Since RHEL 7.0, Firewalld has been subject to controversies.
Newcomers find it easy to work with because it masks complexity: ports used by protocols are stored in configuration files, network masquerading is started through the simple –add-masquerade option, permanent and temporary configurations are clearly differentiated with the –permanent argument, etc. No need to remember the various iptables network chains or to be an expert in network packets to enable or disable a given protocol anymore.
However, some seasoned administrators don’t like it because it breaks iptables habits, add new concepts like zones, direct rules, rich rules and make some configurations almost impossible like ipset (to match entire sets of addresses at once) or MAC filtering, at least in the current RHEL 7.x versions.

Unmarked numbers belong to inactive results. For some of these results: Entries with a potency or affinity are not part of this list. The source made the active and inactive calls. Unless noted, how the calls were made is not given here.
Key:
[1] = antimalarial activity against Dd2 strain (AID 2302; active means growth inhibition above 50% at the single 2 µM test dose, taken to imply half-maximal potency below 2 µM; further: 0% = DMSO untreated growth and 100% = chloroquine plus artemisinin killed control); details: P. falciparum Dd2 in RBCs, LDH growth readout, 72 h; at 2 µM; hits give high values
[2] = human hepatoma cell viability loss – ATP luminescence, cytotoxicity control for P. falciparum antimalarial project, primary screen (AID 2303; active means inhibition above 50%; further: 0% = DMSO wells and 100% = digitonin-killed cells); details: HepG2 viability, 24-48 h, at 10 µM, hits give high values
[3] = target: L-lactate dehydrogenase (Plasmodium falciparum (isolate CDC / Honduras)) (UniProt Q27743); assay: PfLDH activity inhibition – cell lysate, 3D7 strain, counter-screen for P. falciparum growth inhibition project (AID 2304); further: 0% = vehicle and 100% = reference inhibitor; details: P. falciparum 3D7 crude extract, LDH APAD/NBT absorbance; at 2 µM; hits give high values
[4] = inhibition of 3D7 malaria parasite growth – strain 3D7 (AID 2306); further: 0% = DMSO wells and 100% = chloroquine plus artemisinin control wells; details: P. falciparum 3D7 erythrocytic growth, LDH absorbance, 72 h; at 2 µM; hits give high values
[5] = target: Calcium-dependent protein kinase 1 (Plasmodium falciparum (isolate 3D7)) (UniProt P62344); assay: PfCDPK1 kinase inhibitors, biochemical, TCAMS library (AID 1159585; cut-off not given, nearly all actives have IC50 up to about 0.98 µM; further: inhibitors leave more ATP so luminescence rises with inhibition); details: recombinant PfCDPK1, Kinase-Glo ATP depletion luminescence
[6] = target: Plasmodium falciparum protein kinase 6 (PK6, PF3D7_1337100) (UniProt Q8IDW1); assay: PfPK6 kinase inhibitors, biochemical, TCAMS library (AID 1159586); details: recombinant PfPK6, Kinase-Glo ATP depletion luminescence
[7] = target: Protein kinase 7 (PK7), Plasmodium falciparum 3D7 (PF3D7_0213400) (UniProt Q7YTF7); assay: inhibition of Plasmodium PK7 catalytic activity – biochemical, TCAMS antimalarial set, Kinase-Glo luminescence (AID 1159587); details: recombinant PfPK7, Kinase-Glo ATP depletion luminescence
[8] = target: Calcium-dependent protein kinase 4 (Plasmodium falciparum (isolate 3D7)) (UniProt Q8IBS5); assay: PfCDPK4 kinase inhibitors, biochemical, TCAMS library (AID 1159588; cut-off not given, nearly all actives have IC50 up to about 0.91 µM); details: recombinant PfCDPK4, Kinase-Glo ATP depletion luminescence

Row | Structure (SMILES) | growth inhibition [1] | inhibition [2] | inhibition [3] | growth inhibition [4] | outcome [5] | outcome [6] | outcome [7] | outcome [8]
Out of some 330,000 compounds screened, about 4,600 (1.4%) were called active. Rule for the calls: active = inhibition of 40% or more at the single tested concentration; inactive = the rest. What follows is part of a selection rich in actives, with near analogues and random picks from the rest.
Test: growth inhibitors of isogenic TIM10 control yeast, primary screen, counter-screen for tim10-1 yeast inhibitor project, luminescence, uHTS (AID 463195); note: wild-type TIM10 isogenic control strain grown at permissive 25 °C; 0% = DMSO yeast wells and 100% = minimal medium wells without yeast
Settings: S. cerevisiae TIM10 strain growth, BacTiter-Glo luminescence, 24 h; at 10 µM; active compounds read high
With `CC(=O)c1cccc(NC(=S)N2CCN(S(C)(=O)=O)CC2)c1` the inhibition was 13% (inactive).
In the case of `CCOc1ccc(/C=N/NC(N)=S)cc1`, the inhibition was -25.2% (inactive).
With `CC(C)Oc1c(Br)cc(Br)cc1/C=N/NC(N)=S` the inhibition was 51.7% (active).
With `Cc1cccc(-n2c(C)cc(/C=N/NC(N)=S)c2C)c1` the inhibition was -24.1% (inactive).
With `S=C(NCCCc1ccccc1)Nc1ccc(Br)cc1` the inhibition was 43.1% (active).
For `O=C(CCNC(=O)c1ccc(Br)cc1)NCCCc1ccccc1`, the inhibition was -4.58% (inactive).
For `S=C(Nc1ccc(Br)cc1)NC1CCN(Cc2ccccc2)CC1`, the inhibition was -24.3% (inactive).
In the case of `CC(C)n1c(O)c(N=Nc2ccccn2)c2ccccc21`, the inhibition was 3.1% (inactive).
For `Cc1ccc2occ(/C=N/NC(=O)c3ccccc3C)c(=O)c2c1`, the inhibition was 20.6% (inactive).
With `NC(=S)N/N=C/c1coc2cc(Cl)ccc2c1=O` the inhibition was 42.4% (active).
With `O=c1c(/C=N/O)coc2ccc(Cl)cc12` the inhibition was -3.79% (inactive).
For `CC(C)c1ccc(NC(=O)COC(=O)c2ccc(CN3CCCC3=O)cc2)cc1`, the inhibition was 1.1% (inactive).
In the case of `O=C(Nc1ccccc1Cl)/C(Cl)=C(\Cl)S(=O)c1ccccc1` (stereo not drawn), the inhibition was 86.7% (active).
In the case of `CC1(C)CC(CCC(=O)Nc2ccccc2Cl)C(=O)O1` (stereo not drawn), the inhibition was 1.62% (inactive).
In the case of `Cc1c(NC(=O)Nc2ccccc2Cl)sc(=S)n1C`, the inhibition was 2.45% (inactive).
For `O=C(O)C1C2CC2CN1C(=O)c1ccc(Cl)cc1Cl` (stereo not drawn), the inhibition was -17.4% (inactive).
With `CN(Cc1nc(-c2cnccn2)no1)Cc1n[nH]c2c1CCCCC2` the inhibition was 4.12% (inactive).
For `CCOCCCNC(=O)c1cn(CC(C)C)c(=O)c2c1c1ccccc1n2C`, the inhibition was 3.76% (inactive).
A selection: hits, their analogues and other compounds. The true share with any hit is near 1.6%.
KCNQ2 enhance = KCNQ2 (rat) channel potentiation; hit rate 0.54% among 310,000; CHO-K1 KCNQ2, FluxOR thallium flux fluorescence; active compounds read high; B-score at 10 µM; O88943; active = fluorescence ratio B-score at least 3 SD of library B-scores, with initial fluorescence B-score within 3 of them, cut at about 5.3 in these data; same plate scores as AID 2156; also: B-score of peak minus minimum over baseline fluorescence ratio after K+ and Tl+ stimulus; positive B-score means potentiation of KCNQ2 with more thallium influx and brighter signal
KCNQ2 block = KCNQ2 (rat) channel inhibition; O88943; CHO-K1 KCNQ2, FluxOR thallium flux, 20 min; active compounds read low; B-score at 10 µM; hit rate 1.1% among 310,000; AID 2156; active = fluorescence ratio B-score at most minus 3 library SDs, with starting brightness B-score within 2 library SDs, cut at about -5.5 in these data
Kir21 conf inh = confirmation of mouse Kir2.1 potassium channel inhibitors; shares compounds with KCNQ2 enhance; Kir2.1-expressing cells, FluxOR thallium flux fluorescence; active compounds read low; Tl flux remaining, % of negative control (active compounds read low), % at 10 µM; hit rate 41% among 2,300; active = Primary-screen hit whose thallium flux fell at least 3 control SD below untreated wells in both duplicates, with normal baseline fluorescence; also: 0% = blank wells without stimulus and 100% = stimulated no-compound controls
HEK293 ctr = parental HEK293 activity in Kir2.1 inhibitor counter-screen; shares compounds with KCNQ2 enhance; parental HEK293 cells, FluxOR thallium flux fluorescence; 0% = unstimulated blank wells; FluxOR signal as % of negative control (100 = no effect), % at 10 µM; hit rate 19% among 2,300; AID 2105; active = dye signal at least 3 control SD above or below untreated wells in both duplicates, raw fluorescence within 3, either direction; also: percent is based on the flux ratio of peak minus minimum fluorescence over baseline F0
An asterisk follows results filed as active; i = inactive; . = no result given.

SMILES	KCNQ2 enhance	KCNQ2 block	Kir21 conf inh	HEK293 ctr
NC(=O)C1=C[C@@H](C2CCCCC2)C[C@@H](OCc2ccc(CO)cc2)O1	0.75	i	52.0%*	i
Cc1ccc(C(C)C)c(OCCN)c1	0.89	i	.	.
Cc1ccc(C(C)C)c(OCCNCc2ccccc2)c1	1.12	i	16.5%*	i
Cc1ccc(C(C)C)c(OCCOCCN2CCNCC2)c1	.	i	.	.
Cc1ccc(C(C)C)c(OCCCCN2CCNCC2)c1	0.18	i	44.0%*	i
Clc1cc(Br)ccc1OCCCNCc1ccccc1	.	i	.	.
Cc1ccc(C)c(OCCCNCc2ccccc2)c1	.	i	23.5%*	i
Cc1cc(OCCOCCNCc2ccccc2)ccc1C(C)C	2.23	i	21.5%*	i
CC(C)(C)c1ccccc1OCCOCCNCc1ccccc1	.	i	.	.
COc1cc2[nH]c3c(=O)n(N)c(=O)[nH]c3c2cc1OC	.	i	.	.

In one word, Firewalld is generally easier to use than iptables but not always!
As Firewalld is part of the RHCSA & RHCE curriculums, even though iptables can still be used, it’s worth spending some of your time to learn it.
Thomas Woerner, Firewalld‘s author, has created a website to provide some documentation, explain the main concepts and offer some perspective about the future versions of his software: www.firewalld.org.
This is definitely a place to visit.